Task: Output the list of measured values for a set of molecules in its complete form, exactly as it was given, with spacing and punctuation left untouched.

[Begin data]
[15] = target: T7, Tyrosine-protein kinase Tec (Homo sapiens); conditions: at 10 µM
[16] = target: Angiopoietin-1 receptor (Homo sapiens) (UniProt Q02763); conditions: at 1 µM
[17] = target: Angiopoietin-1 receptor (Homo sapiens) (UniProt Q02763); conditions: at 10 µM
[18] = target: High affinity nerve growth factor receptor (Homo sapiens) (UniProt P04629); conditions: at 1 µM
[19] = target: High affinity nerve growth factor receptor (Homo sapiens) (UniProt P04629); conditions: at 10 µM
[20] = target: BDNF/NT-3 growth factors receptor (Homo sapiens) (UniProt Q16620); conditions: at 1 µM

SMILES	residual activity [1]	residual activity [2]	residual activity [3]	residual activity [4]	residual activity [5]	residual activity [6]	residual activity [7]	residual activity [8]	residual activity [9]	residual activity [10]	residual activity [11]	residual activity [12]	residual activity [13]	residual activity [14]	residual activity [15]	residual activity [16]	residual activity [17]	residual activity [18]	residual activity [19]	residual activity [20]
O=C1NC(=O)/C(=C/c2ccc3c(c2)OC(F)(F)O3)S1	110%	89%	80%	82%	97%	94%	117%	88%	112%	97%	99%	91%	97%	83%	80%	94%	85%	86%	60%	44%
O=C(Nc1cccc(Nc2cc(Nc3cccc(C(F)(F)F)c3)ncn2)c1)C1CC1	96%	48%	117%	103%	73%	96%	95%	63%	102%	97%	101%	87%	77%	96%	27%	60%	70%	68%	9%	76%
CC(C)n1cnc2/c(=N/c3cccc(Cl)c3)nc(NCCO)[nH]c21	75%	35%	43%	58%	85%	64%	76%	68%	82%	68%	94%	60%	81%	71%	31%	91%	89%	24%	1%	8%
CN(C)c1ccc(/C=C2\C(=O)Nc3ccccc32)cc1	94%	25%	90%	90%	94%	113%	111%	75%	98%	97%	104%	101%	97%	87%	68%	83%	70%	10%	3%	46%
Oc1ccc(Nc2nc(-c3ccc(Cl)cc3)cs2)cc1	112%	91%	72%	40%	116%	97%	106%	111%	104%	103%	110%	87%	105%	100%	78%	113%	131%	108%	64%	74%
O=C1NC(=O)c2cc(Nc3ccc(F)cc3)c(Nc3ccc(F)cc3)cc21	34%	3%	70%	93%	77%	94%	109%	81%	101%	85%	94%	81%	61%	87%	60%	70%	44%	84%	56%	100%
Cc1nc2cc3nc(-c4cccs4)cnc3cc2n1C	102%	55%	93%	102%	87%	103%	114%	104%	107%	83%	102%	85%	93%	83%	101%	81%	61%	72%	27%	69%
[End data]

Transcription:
[15] = target: T7, Tyrosine-protein kinase Tec (Homo sapiens); conditions: at 10 µM
[16] = target: Angiopoietin-1 receptor (Homo sapiens) (UniProt Q02763); conditions: at 1 µM
[17] = target: Angiopoietin-1 receptor (Homo sapiens) (UniProt Q02763); conditions: at 10 µM
[18] = target: High affinity nerve growth factor receptor (Homo sapiens) (UniProt P04629); conditions: at 1 µM
[19] = target: High affinity nerve growth factor receptor (Homo sapiens) (UniProt P04629); conditions: at 10 µM
[20] = target: BDNF/NT-3 growth factors receptor (Homo sapiens) (UniProt Q16620); conditions: at 1 µM

SMILES	residual activity [1]	residual activity [2]	residual activity [3]	residual activity [4]	residual activity [5]	residual activity [6]	residual activity [7]	residual activity [8]	residual activity [9]	residual activity [10]	residual activity [11]	residual activity [12]	residual activity [13]	residual activity [14]	residual activity [15]	residual activity [16]	residual activity [17]	residual activity [18]	residual activity [19]	residual activity [20]
O=C1NC(=O)/C(=C/c2ccc3c(c2)OC(F)(F)O3)S1	110%	89%	80%	82%	97%	94%	117%	88%	112%	97%	99%	91%	97%	83%	80%	94%	85%	86%	60%	44%
O=C(Nc1cccc(Nc2cc(Nc3cccc(C(F)(F)F)c3)ncn2)c1)C1CC1	96%	48%	117%	103%	73%	96%	95%	63%	102%	97%	101%	87%	77%	96%	27%	60%	70%	68%	9%	76%
CC(C)n1cnc2/c(=N/c3cccc(Cl)c3)nc(NCCO)[nH]c21	75%	35%	43%	58%	85%	64%	76%	68%	82%	68%	94%	60%	81%	71%	31%	91%	89%	24%	1%	8%
CN(C)c1ccc(/C=C2\C(=O)Nc3ccccc32)cc1	94%	25%	90%	90%	94%	113%	111%	75%	98%	97%	104%	101%	97%	87%	68%	83%	70%	10%	3%	46%
Oc1ccc(Nc2nc(-c3ccc(Cl)cc3)cs2)cc1	112%	91%	72%	40%	116%	97%	106%	111%	104%	103%	110%	87%	105%	100%	78%	113%	131%	108%	64%	74%
O=C1NC(=O)c2cc(Nc3ccc(F)cc3)c(Nc3ccc(F)cc3)cc21	34%	3%	70%	93%	77%	94%	109%	81%	101%	85%	94%	81%	61%	87%	60%	70%	44%	84%	56%	100%
Cc1nc2cc3nc(-c4cccs4)cnc3cc2n1C	102%	55%	93%	102%	87%	103%	114%	104%	107%	83%	102%	85%	93%	83%	101%	81%	61%	72%	27%	69%